The one major obstacle in my mind which delayed my beginning the painting was the deep distance factor between myself on the mainland and the island grouping located approximately one mile away. That large and empty void of water space in between caused me to hesitate and almost abandon the idea. I had toyed with putting existing resident flocks of geese, bald eagles, or boats in that zone to fill it... however, I wanted the complete absence of anything but the landscape forms and sky in the picture. When I watched the eagles fishing the ice floes and shorelines daily, I asked myself, "I wonder how this scene looks to them... with their unique aerial perspective soaring high above... and looking down upon it?" It was then that I added my own version of their incredible "binocular vision". This powerful physical attribute equips them to easily discern objects/prey and movement at vast distances and as well several feet below the surface of the water. I decided to add in that "pollen grain"... and fetched my binoculars to take to my painting site across the road with me. Using them at appropriate moments and in my own fashion... I re-constructed a compressed version of the actual reality which permitted a closer look at distant details and as well... allowed me to manipulate the distraction of the too deep middle ground. Major hurdle removed... ready to paint!
Here are some photos to explain the structure of my new painting surface... with possible extensions of
Here is the wooden centre panel of the kitchen cabinet door... used horizontally... gessoed white first ... then toned with two coats of black acrylic paint... the outer frame part of the panel carefully masked by easy-to-remove light touch painter's tape up to the perimeter edge of the intended image zone. Ready to get at it!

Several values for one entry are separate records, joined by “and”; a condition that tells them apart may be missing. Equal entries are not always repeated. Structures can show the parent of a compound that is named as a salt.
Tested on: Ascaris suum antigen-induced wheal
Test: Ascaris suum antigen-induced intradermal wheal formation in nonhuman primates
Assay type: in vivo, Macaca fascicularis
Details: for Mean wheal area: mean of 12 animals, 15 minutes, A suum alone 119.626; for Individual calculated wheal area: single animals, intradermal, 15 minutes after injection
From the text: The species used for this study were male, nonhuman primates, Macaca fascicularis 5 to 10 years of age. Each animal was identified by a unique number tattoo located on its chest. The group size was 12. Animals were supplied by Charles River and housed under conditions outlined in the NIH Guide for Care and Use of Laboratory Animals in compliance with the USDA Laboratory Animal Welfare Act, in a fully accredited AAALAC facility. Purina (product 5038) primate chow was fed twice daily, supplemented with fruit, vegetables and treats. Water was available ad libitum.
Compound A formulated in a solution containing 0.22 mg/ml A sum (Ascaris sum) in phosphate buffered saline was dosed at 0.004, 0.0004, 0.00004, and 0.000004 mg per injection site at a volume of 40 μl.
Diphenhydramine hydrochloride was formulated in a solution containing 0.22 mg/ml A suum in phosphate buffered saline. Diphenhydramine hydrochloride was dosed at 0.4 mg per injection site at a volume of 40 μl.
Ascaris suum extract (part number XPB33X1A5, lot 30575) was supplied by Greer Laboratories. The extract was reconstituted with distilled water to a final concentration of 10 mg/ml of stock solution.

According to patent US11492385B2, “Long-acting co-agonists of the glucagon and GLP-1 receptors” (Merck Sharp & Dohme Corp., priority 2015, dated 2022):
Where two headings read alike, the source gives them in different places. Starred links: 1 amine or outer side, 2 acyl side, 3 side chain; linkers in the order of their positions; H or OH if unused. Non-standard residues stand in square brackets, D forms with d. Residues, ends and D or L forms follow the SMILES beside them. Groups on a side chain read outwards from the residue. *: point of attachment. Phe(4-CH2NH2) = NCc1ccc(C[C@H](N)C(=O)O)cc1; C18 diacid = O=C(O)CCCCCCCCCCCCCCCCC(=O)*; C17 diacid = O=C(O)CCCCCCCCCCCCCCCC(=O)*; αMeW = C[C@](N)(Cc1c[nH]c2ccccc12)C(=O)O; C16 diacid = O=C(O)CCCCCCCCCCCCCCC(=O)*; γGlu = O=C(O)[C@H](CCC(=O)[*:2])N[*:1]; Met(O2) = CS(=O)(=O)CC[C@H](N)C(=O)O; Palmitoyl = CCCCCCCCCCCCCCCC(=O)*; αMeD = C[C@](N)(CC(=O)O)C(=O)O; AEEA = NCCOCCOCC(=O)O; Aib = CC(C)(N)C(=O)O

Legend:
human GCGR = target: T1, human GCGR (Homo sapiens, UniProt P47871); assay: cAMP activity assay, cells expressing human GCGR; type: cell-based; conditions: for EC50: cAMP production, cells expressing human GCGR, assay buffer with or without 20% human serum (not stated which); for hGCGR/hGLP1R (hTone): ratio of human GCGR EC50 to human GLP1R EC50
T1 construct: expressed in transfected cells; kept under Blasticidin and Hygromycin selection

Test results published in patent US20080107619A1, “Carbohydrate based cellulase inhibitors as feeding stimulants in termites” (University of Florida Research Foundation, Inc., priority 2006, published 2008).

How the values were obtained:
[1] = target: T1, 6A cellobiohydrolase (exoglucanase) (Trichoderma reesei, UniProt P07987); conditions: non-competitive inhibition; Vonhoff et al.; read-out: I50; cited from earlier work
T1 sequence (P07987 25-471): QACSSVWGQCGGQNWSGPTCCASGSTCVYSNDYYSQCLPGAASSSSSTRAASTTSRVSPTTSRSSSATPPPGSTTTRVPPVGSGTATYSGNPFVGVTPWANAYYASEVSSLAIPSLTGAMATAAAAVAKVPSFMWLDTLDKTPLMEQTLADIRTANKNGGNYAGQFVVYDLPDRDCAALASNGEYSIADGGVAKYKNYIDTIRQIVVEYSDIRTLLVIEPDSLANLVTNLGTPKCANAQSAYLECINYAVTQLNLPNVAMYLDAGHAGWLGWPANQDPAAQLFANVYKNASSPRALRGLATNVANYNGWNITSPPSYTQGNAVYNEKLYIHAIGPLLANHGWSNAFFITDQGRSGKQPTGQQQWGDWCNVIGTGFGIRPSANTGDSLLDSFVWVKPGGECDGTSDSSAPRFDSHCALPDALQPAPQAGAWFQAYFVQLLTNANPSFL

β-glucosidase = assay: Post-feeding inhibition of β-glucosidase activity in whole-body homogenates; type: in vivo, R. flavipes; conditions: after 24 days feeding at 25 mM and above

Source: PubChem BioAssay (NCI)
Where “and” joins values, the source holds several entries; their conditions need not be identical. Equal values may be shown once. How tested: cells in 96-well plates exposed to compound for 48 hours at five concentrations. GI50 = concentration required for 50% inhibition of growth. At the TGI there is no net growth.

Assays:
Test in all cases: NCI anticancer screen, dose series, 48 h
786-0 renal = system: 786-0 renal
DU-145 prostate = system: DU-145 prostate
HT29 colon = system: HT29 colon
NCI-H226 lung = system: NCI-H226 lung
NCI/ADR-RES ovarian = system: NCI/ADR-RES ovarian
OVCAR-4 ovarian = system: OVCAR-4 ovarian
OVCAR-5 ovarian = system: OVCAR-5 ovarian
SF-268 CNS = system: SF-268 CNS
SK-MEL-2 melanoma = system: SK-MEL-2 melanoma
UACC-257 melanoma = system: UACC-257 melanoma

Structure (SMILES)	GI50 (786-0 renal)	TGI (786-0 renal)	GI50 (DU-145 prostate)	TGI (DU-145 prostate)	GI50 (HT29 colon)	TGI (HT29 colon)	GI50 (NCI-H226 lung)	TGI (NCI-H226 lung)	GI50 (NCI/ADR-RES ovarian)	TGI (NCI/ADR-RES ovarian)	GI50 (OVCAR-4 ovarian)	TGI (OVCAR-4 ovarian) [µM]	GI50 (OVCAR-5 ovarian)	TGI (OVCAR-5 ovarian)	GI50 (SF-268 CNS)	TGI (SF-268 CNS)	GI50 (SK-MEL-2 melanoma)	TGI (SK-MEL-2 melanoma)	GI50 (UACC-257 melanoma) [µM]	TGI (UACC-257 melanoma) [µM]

This is the 2 inch outer frame which houses the panel being used. It could possibly be painted and used as yet another part of the final painting presentation... thereby creating an alternative "no cost" framing option. Your choice and ideas! The cost? Less than $10.00... and they come in varied sizes and formats.
This is the reverse view of the frame the inner edge has a rabbet... or rebate... which means set back to allow the panel to be slid into place. One end has a slit however to accommodate and to hold the panel in place. One could easily router out and eliminate this slot area with one easy motion to complete the rabbet all around the entire inside perimeter. A perfect frame for a canvas or panel to be accommodated.
Here is the raw outcome resulting from the one and a half hour plein air outing. It was painted quickly using roughly laid in initial and varying tones of turpentine washes... NO DRAWING. In this way, I established the shapes I wanted in all sectors... the water the land and the sky. I pulled the more interesting afternoon light for the sky from the right and out of the actual image plane over into the area which best represented where I wanted the light. It created both the mood and the sense of drama that I wanted. I simply transposed it to where it was needed to provide the effect I desired.
Up close for detail and colour...
The cold came on strongly at 4:30pm. Though the light was still there... it too was changing rapidly and I have learned from previous self-inflicted failures... not to "chase the sunlight"! I brought it inside and returned after evening dinner to add these few extra shifts in value and refining of the play of light and shapes. This is what I refer to as...
taking full ownership of your creative expression. Paint what's created on the inside... as an expressive and personal response to what you've been inspired by... from the outside!
" January Thaw, Rockport" - oil on wooden panel - image size 10x17 inches
Here is the final painting with the tape easily... and cleanly removed leaving a black outer "frame". All that remains to be done to complete this for hanging is to spray the entire area... frame included with a matte or semi-gloss varnish finish when dried. That choice is personal.
I believe that my attempt to embrace some of my resolutions has been both successful... while at the same time enjoyable to carry out. Certainly, my sense of wonder.... and choosing to follow whimsy as my guide added a child-like flavour to this exercise. It provided an innovative and inexpensive way for me to create paintings on a new and pleasing painting surface. The added ability to eliminate rapidly rising framing costs and to add yet another slant to presentation in our gallery is both exciting... and satisfying. I have moved the marker... and truly feel that I was working outside of my own proverbial box... that we artists unconsciously entrap ourselves by too closely hanging on to our own personal preferences... or imitating those of others we see and admire... too much. It was pure FUN!
Stay tuned for more "play"...
Good Painting... Playing and Hunting... to ALL!